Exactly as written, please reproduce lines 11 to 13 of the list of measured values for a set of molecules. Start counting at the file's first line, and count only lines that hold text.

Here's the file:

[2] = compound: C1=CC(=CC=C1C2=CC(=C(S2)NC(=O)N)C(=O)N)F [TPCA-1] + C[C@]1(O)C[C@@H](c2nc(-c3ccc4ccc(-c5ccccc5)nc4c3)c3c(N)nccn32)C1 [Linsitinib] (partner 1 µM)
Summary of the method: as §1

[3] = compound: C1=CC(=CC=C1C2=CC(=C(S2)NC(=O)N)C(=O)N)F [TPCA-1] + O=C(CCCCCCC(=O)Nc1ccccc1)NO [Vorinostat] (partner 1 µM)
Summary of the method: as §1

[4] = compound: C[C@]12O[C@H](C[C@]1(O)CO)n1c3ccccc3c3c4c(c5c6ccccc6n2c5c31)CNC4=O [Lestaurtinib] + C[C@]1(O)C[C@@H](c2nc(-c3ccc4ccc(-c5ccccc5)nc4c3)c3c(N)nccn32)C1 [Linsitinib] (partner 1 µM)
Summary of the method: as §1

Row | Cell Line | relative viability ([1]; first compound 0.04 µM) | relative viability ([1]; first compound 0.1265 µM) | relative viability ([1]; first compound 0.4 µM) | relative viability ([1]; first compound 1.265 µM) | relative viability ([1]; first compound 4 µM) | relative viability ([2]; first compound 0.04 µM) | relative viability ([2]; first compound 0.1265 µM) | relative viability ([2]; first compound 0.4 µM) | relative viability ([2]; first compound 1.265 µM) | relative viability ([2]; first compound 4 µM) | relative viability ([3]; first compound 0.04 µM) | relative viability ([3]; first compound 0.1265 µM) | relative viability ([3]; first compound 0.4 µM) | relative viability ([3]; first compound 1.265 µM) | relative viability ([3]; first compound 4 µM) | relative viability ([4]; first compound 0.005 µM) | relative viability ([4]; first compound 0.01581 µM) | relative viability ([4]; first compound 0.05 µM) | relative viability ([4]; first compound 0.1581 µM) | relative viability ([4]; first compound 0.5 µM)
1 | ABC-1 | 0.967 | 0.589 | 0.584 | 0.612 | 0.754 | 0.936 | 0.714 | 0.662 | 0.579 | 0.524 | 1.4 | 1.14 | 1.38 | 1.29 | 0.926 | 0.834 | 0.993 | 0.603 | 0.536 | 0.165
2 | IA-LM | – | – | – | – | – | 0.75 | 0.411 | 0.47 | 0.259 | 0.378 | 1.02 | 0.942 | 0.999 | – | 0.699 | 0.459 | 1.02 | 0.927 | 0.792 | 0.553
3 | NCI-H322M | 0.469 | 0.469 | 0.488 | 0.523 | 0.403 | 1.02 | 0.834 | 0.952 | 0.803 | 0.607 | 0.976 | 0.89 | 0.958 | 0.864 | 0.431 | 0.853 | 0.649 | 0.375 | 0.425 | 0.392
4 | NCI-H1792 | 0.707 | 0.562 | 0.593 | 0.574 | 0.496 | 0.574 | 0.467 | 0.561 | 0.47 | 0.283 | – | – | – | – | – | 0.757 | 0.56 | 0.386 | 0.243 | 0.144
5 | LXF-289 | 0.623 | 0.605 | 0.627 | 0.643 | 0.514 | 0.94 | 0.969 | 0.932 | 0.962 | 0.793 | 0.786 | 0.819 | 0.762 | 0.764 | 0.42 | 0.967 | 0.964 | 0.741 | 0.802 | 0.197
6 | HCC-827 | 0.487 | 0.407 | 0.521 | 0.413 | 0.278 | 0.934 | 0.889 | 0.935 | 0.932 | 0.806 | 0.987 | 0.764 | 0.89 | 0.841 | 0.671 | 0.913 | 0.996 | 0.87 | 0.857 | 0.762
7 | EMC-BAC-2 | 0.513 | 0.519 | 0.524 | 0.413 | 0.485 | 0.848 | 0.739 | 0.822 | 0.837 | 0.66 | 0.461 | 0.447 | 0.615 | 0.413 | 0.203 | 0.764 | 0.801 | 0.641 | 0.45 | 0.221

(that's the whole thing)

4 | NCI-H1792 | 0.707 | 0.562 | 0.593 | 0.574 | 0.496 | 0.574 | 0.467 | 0.561 | 0.47 | 0.283 | – | – | – | – | – | 0.757 | 0.56 | 0.386 | 0.243 | 0.144
5 | LXF-289 | 0.623 | 0.605 | 0.627 | 0.643 | 0.514 | 0.94 | 0.969 | 0.932 | 0.962 | 0.793 | 0.786 | 0.819 | 0.762 | 0.764 | 0.42 | 0.967 | 0.964 | 0.741 | 0.802 | 0.197
6 | HCC-827 | 0.487 | 0.407 | 0.521 | 0.413 | 0.278 | 0.934 | 0.889 | 0.935 | 0.932 | 0.806 | 0.987 | 0.764 | 0.89 | 0.841 | 0.671 | 0.913 | 0.996 | 0.87 | 0.857 | 0.762